The different kinds of wallpaper installations are:
- Non-Pasted or Pre-Pasted
#5 Use a Brush and Roller to Apply Paste
Make sure you’re prepared with both a brush and a roller so you can apply paste around doorways and windows and right up to the ceiling and baseboards easily, but also cover larger areas quickly.
I apply wallpaper paste the same way I paint…cut in with a brush before rolling paste onto the wall. Doing this helps keep the mess of dripping and excess paste at bay, and just makes sense. I find the edges always need a bit more paste in order to lay down and stay put, so this extra step really helps with that adhesion.
#6 Make Sure the First Piece is Level
I cannot overstate how important this step is when hanging wallpaper. And yet, you don’t need to overthink it. I’ve seen DIYers fret and make a big deal over every single piece of wallpaper being completely level, and they set up the laser level for everything. I’m confident those wallpaper projects are perfect, and if using a laser level and checking for complete straightness makes you feel safe and comfortable, go for it.
But here’s what I do…
I paste the wall, hang up the first piece of wallpaper loosely (no smoothing yet), grab my old fashioned level and check for straightness on one side. If it’s not straight, I’ll reposition it until it is straight. Once you have your first piece of wallpaper level and straight, you’re good to go. No need to stress over every piece. Repeat this process for every wall because as we all know, there’s no such thing as a straight wall.
#7 Use a Ladder
It’s important to be eye-level with your wallpaper when you’re making cuts. Standing too low or too high could result in a wonky cut because you can’t see what you are cutting properly.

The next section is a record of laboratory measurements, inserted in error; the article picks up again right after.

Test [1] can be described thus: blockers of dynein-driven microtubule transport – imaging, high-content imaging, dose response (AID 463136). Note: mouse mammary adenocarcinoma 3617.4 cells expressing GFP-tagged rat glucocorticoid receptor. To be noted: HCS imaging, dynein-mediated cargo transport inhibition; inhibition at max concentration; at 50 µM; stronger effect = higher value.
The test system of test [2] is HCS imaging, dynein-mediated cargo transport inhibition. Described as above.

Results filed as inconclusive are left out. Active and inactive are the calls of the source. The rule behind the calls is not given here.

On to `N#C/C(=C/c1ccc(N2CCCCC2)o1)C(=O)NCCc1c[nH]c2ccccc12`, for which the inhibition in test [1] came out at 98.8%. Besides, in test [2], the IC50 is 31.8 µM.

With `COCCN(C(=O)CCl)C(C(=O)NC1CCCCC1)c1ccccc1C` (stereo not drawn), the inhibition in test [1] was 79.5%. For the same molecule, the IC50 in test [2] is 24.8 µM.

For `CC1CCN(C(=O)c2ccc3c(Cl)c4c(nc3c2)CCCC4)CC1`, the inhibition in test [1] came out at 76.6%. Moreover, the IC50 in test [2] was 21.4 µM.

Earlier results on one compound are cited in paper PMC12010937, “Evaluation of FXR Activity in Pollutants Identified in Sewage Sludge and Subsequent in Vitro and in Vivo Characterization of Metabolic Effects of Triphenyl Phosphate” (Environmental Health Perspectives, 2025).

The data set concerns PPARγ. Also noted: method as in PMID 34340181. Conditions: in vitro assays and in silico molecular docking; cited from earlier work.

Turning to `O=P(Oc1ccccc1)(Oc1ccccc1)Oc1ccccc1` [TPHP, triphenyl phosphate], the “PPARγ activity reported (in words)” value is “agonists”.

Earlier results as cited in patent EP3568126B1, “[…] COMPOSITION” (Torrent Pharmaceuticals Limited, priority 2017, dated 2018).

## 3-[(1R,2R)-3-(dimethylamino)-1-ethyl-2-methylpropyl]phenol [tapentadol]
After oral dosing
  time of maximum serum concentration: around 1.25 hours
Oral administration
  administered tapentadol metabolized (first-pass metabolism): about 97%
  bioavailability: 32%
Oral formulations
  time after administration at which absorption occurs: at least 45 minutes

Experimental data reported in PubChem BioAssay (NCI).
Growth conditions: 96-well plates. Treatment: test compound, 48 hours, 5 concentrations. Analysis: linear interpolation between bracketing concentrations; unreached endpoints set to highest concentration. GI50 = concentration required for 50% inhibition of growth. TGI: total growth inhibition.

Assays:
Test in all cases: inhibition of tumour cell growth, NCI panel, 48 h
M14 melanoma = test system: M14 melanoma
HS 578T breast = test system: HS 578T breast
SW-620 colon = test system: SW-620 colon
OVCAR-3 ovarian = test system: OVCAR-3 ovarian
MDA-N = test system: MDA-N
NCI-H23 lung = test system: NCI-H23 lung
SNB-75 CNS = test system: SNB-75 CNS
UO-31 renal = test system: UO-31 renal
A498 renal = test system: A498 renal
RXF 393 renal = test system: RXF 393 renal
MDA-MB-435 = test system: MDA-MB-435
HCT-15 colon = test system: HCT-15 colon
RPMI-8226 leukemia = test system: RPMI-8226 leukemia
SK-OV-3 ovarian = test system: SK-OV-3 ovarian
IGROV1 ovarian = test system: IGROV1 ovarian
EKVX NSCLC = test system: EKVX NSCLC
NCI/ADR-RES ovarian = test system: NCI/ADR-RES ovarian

Don’t ask me how I know.
#8 Keep a Wet Rag or Sponge Handy
I prefer to blow through an entire roll of paper towels when installing wallpaper, but if you’re a bit more eco-conscious than I am, keep a wet rag or sponge handy to wipe off excess paste. The reason I use paper towels is because I find that rags and sponges need to be rinsed off in order not to spread more paste around, and paper towels can just be tossed. I usually can get through two or three lengths of wallpaper with one wet paper towel, so it’s really not that wasteful.
Whether it’s a roll of paper towels, a rag, or a sponge, just make sure to have something on hand to wipe off excess paste so you don’t have shiny spots after it dries. Oh, and don’t be afraid to get your wallpaper wet…it won’t mess it up or hurt it at all.
#9 Use a Fresh Blade to Cut Each Piece
Seems like overkill but this might be the most important tip when hanging wallpaper.
Trust me when I say you want to change your blade every single time you put up a new piece of paper. You’ll get a clean cut with no dragging if you do this. If you choose to ignore this advice and try to stretch one blade over two or three lengths of wallpaper, you run the risk of tearing your paper or dragging the blade, which will cause a jagged edge. It’s not pretty and can cause you to have to waste an entire length of wallpaper.
Just buy the big pack of blades and change them often.
#10 Use Your Smoothing Tool When Making Cuts
The fewer tools, the better, I say. There’s no need to have a smoothing tool and a straight edge for making cuts. This is another reason to have a wet rag on hand. Wipe of any excess paste that got on your smoothing tool, then use it as a guide for your blade. I like to drag my blade and smoothing tool across the wall at the same time, putting pressure on the blade so it acts like it’s attached to the smoother. This way, my hand can’t go rogue and cut a wonky line.
This is just my preference because I think overwhelm can happen when you think you need a different tool for every job.
There are so many different ways to approach hanging wallpaper, and this is simply mine. If you are the type who likes to do everything by the book, then by all means, do that. You aren’t going to mess it up by doing more than is necessary. These are just the tips and tricks I’ve picked up over the years that make wallpapering less of a big deal, more efficient, and actually fun!
I hope these tips help you feel more confident about your next (or your first) wallpaper project. If you have any questions, feel free to drop them below. I’m always happy to help.